Hasečić heads Women Victims of War, a Sarajevo-based organisation set up in 2003 that helps survivors access healthcare, and legal and financial aid. She is just one of the 25,000 women listed in her NGO’s war rape victims database.

The documentary is produced by The documentary is produced by Sfinx Film/TV with support from The Danish Film Institute, DR, EU Media, SVT, Oak Foundation Denmark, BHRT and TVP Film/TV with support from The Danish Film Institute, DR, EU Media, SVT, Oak Foundation Denmark, BHRT and TVP

- The documentary "Rape a tool of war" had its world premiere in the Grand Theater in Copenhagen Denmark in March 2014


- Frederik Harhoff, international law expert and former judge at The International Criminal Tribunal for the former Yugoslavia. (ICTY)

- Birthe Weiss, Minister of the Interior during the Balkan War, journalist and author.

- Libby Tata Arcel, Clinical psychologist, Lecturer emerita, University of Copenhagen.

- Bjørn Elmquist, lawyer, chairman of Retspolitik Forening.

- Moderator Christoffer Guldbrandsen Editor at DR2.



- several times at the international summit "End Sexual Violence in Conflict" held in ExCel London - organized by then Foreign Minister William Hague and special UN envoy Angelina Jolie.

- in Oslo Norway,  in connection with the international summit "End Sexual Violence in Conflict" organized by the British Embassy together with the Norwegian Ministry of Foreign Affairs.

– in Bornholm Denmark, at the "Folkemødet" - organized by the British Embassy together with the Danish Ministry of Foreign Affairs and the Danish Film Institute.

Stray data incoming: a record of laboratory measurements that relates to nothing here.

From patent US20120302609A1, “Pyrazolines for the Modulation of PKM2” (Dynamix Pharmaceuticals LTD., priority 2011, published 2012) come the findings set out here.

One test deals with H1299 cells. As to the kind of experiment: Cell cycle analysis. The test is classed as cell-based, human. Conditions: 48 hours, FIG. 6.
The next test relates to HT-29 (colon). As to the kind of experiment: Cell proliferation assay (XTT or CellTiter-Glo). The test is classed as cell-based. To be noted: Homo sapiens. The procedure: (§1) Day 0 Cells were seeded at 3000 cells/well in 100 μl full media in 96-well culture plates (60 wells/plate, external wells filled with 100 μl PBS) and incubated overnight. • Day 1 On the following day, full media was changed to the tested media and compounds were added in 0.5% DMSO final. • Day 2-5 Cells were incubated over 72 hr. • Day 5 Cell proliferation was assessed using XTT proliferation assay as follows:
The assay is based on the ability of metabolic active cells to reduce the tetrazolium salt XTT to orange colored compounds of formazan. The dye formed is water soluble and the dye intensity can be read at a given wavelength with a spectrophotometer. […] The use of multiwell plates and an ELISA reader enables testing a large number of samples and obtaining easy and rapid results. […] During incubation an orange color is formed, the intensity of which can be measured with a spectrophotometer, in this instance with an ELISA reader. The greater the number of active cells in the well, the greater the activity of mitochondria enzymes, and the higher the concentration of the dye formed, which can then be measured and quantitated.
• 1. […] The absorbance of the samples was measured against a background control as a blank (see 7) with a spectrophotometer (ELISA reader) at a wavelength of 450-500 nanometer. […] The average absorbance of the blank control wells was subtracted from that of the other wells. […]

Danish TV DR2

Swedish TV SVT

Bosnia-and-Hercegovina TV BHRT

Polish TV TVP

Icelandik TV RUV 



- Kosovo Dokufest.

- Vienna International Human Rights Film Festival.

- BIFFES in Bengaluru, India - organized by the Karnataka Chalanachitra Academy, Government of Karnataka in collaboration with the Karnataka Film Chamber of Commerce.  – IDFA, International Documentary Film Festival Amsterdam.


- Nominated for the Oxfam Global Justice Award. 

- Nominated for PRIX EUROPA TV-IRIS Category, The European Broadcasting Festival Berlin. 

- Mumbai Film Festival, India - The Real Reel section.



- Against Our Will – 40 Years After: Exploring the Field of Sexual Violence in Armed Conflict Conference • Hamburg Institute for Social Research.

Panel discussion

Panel discussion
Frederik Harhoff
expert on international law and former judge at the International Criminal Tribunal for the former Yugoslavia (ICTY)
Birthe Weiss
Danish Home Secretary during the Balkan War, journalist and author
Libby Tata Arcel
clinical psychologist, former associate professor, University of Copenhagen
Bjørn Elmquist
attorney-at-law, former Danish MP, chairman for the Politico-Legal Association, Denmark
by moderator
Christoffer Guldbrandsen
editor at DR2, Denmark

bottom of page